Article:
Saturday 10 June 2023

Treadmill Videogame Controller part 2

Since building the treadmill project late last year, I did actually manage to complete a full run through of the original Sonic the Hedgehog.

Along the way I found a few snags and issues with the treadmill:

Direction switch/lever

I soon found that the reed switch control from the cross trainer levers was problematic because there was a lack of tactile feedback to know when the lever was in the correct position for changing direction.

Therefore, I replaced it with a regular switch where normally open connected the ‘right’ key and the normally closed connected to the left key. Using a metal angle bracket I was able to mount it to the frame so that the switch is closed when the lever is fully forward, and open in any other position.

This means that when moving right I just need to keep the lever fully forward, and to change direction I just have to move it from that position.

Although I kept them in place for the duration of the Sonic play-through, I’ve since removed the cross trainer levers, as they do not provide any real benefit over a regular button.

Jump button

The large plastic button that I was using as a jump key broke (it was from a cheap “noise-maker” type toy, and the PCB literally snapped), so that was also replaced with a basic switch. I plan to change this up for something better in the future, but at the time I just wanted to go for a run.

Quick save and quick load 

I found, particularly on the more platform/puzzle sections of the game, it became necessary to make use of the quick save and quick load features of the emulator, so I added an external quick load button to the treadmills handlebar.

A better button system

All of the above can be distilled to a single point - that the button inputs were not good enough.

Although I started the project with the intention of minimising the number of regular button presses, it seems inevitable that there will always be some required.

Configuring the controls

In order to play other games I would need to make some additional adjustments for different control schemes. This would mean altering the firmware and re-uploading every single time I changed the game, which seemed needlessly convoluted.

There were two main reasons for using the Makey Makey. The first was to take advantage of its noise filtering features, and the second was its ability to act as a keyboard.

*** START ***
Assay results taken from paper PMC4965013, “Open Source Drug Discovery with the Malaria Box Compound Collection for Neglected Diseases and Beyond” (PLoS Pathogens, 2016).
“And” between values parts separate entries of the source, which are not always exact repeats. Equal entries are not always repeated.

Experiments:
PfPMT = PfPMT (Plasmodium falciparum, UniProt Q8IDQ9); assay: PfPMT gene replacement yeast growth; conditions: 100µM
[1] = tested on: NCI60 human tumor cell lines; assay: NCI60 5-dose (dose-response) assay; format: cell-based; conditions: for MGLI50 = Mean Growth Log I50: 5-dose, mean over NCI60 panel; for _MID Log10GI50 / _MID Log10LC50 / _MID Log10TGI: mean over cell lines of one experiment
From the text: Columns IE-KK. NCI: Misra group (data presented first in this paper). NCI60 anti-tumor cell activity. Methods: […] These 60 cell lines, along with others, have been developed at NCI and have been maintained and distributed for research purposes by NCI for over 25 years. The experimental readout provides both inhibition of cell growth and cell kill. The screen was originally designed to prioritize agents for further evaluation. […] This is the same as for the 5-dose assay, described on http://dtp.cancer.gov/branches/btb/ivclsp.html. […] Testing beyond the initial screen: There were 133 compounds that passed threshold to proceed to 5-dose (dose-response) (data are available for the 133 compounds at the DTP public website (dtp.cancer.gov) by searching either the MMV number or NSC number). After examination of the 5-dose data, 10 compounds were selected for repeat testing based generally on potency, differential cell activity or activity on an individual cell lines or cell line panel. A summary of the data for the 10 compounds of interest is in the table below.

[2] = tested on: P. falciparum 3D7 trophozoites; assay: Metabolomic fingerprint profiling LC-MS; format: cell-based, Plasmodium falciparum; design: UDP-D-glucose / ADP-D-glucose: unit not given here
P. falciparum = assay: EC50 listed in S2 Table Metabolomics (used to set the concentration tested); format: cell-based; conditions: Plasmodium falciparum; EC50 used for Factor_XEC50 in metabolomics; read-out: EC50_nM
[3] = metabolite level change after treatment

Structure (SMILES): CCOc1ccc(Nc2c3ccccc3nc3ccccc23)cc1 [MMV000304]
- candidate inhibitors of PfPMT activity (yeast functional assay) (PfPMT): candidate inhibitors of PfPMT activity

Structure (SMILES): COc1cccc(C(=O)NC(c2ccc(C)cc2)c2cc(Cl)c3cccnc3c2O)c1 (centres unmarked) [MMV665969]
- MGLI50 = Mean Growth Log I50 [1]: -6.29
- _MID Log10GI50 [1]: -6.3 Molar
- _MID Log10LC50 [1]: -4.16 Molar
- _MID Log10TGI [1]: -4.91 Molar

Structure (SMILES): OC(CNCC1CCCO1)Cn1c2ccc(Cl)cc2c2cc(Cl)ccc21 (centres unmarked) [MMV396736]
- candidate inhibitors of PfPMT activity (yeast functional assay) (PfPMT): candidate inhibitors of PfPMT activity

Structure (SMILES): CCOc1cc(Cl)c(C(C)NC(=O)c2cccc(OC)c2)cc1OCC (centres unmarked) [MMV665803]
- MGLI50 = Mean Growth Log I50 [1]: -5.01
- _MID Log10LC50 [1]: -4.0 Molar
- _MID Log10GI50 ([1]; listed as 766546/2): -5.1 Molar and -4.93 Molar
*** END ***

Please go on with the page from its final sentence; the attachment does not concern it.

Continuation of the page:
The noise filtering is the real selling point of using it, but there are other ways to obtain its input and then turn into keyboard input. So I adapted the firmware so that instead of sending keyboard input it would appear to the connected computer as a serial port. On each cycle it would send one byte, with each bit representing the button state (i.e. pressed or released) of each of the buttons.

This would allow a data transfer rate fast enough to handle pretty much any input I can throw at it.

The source code for this can be found at Github.

The software

The software will be an ongoing development project so I’m not going to be sharing it at the moment.

On the computer side, an application will continuously read the serial import, and then translate it into appropriate keyboard events via udev, thereby sending whatever that keyboard input is to ever application is active and in focus on the computer – in the case of this project that will be a game.

For this iteration of the treadmill I’m going to be using the acclaimed indie game Super Meat Boy – as it has a small range of inputs (left, right, sprint and jump) but adds a couple of extra bits of complexity for me to expand on with the treadmill.

Once the serial connection is established, a thread runs constantly, reading the latest byte from the Makey Makey.

It compares the byte to the previously read byte. If a bit that wasn’t previously set is now set, then a corresponding function is called in a secondary thread, which is the input thread.

The input thread maintains a count of “presses” from the treadmill rotations, which increases with each press as well as decreasing with the passing of the specified time interval (the “decay”).

If the count is positive then the first key (the direction) is pressed.

If the count is positive and greater than the defined sprint threshold then the sprint (shift) key is also pressed.

For the jump key, the serial thread will always report the state of the relevant bit to the input thread.

This compares a pair of booleans (jumping and lastJump) – which determines whether the jump (space) key should be pressed or released. It is done this way because Super Meat Boy differentiates between small and large jumps based upon the duration of the key press.

No comments:

Post a Comment